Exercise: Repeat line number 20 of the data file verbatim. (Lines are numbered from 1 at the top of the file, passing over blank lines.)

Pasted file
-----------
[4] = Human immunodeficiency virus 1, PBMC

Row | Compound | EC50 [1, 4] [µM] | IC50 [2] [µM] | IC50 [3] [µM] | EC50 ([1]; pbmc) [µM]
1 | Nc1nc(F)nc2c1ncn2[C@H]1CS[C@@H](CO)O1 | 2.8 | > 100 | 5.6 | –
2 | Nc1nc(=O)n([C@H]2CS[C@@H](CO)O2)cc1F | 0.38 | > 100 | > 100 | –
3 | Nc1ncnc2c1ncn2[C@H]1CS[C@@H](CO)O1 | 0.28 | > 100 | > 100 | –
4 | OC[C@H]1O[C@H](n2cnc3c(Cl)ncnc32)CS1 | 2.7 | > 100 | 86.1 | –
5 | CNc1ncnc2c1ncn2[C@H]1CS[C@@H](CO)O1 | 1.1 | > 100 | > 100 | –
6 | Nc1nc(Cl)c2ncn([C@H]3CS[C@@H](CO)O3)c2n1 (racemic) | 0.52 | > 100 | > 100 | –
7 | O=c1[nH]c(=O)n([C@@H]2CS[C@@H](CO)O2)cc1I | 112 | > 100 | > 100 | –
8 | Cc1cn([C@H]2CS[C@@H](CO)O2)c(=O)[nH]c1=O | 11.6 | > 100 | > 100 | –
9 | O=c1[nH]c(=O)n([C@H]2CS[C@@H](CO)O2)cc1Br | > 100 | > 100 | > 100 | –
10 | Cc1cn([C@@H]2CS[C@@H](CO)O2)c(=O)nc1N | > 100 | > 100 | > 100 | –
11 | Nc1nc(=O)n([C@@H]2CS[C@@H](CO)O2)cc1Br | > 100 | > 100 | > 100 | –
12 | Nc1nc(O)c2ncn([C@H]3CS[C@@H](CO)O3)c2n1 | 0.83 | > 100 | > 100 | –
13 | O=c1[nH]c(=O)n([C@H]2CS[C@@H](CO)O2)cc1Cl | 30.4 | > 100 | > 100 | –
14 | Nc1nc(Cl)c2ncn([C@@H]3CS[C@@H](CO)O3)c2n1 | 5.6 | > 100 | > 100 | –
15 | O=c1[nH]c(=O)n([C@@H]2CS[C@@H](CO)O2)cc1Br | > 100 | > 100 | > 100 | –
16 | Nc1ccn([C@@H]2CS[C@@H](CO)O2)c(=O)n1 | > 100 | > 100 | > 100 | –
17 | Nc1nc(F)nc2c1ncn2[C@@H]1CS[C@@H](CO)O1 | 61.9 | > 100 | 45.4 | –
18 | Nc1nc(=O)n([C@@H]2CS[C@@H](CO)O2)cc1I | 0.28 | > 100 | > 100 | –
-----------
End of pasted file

18 | Nc1nc(=O)n([C@@H]2CS[C@@H](CO)O2)cc1I | 0.28 | > 100 | > 100 | –